Announcements and Demos

We seem to have caused some confusion with our coupon code policy. Apologies! What we meant was to incentivize you to start your problem sets early. To explain it more clearly:

by default, psets are due on Thu at 12pm

if you start early, finishing part of pset by Wed at 12pm (and receive a coupon code), you can extend your deadline for rest of pset to Fri at 12pm

couponcode problem still required even if not completed by Wed at 12pm

From Last Time

We talked a little more high level about searching and sorting. Bubble sort, for example, gets its name from the way that large numbers bubble up toward the end of the list. We visualized bubble sort using this website.

We quantified the efficiency of searching and sorting algorithms using big O notation. Bubble sort was said to take n^{2} steps in the worst case, where n was the size of the input.

Selection sort gets its name from selecting the smallest number on each walkthrough of the list and placing it at the front. Unfortunately, selection sort also took n^{2} steps in the worst case.

Insertion sort involved sorting the list in place, but required shifting elements of the "sorted list" to the right whenever a smaller number needed to be placed in the middle of it. It too took n^{2} steps.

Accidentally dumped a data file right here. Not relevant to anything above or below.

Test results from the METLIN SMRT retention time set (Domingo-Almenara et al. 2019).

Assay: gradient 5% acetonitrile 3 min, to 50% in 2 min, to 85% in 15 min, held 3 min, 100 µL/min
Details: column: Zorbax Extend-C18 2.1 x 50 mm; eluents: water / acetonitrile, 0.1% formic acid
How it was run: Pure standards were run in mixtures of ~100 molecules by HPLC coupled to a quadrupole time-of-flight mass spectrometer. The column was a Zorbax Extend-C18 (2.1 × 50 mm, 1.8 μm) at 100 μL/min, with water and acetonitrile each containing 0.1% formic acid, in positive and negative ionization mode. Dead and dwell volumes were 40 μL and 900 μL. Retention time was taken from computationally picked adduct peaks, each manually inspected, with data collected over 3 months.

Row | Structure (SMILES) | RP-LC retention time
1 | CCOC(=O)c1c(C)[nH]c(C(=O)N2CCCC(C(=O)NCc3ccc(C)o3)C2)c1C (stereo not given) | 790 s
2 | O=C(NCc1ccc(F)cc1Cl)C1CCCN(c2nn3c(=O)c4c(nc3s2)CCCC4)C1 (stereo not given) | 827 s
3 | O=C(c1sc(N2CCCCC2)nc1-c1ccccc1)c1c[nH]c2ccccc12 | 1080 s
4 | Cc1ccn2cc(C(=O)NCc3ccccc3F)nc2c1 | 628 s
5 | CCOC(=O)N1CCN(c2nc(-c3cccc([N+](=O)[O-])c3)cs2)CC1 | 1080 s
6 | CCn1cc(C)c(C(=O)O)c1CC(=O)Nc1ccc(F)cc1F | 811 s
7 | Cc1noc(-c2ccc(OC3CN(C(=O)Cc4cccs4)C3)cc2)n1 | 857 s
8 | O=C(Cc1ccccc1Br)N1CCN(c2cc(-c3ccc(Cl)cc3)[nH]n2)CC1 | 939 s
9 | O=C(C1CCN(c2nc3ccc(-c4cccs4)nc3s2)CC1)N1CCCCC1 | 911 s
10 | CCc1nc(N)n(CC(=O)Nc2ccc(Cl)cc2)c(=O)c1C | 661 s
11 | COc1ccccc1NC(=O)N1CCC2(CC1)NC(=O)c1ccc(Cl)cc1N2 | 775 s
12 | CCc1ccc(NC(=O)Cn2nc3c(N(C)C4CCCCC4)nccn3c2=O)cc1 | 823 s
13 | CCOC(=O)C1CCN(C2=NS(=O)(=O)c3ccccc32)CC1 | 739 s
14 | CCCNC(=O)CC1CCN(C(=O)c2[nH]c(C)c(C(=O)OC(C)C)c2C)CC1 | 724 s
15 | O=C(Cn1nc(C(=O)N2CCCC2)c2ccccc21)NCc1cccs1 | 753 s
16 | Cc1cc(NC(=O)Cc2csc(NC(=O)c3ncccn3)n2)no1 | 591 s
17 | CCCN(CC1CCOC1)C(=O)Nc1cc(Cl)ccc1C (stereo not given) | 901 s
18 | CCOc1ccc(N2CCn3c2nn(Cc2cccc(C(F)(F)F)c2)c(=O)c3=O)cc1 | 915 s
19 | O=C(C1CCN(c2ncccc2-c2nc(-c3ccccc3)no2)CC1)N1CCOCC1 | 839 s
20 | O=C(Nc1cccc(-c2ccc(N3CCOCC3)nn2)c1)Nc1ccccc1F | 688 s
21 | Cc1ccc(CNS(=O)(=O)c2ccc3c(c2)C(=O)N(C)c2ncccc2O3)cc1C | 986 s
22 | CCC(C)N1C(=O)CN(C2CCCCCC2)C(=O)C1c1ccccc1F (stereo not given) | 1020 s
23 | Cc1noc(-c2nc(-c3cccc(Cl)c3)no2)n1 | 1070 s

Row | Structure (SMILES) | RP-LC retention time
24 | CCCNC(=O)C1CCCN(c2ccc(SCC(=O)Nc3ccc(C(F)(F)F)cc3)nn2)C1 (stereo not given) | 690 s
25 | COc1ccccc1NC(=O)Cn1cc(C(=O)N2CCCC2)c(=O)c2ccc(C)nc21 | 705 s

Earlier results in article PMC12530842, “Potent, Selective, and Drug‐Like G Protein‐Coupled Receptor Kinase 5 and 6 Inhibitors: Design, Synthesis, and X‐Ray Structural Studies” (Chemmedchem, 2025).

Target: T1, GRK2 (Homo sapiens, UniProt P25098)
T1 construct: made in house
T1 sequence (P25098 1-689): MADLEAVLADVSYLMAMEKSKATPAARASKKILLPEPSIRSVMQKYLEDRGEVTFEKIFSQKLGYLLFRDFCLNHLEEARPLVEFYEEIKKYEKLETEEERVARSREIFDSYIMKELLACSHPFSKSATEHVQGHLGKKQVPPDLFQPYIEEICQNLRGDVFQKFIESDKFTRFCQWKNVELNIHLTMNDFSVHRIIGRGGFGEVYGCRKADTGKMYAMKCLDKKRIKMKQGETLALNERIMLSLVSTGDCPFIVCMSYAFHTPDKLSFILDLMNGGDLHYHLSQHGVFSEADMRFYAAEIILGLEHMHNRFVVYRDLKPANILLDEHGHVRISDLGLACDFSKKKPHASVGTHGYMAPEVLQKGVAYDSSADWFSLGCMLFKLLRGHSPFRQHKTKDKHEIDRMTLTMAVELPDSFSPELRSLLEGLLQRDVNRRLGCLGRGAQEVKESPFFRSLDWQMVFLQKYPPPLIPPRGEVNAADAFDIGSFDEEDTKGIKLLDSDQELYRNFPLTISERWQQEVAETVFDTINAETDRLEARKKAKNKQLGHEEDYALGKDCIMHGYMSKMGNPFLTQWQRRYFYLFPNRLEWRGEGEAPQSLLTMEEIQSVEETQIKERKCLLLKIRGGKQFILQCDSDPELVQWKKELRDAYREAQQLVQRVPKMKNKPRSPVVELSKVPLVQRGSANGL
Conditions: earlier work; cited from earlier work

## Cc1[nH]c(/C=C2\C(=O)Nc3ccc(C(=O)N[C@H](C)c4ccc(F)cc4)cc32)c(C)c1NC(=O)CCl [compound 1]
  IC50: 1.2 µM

What’s the best sorting algorithm? Why not ask President Obama?

When talking about the running time of algorithms, O represents the upper bound, the worst case, whereas `\Omega` represents the lower bound, the best case. For bubble sort, selection sort, and insertion sort, the worst case was that the list was in exactly reverse order and the best case was that the list was already sorted. Whereas bubble sort (with a variable tracking the number of swaps) and insertion sort only took n steps in the best case, selection sort still took n^{2} steps.

So we say that bubble sort, selection sort, and insertion sort are all O(n^{2}). Linear search is O(n). Binary search is O(log n). Finding the length of an array is in O(1), a.k.a. constant time, if that length is stored in a variable.
printf
is also O(n) since it takes n steps to print n characters. 
Bubble sort and insertion sort are `\Omega`(n). Linear search and binary search are `\Omega`(1) because the element we’re looking for might just be the first one we examine.

One algorithm we mentioned briefly was merge sort. Merge sort is both `\Omega`(n log n) and O(n log n), so we say it is `\Theta`(n log n).
Merge Sort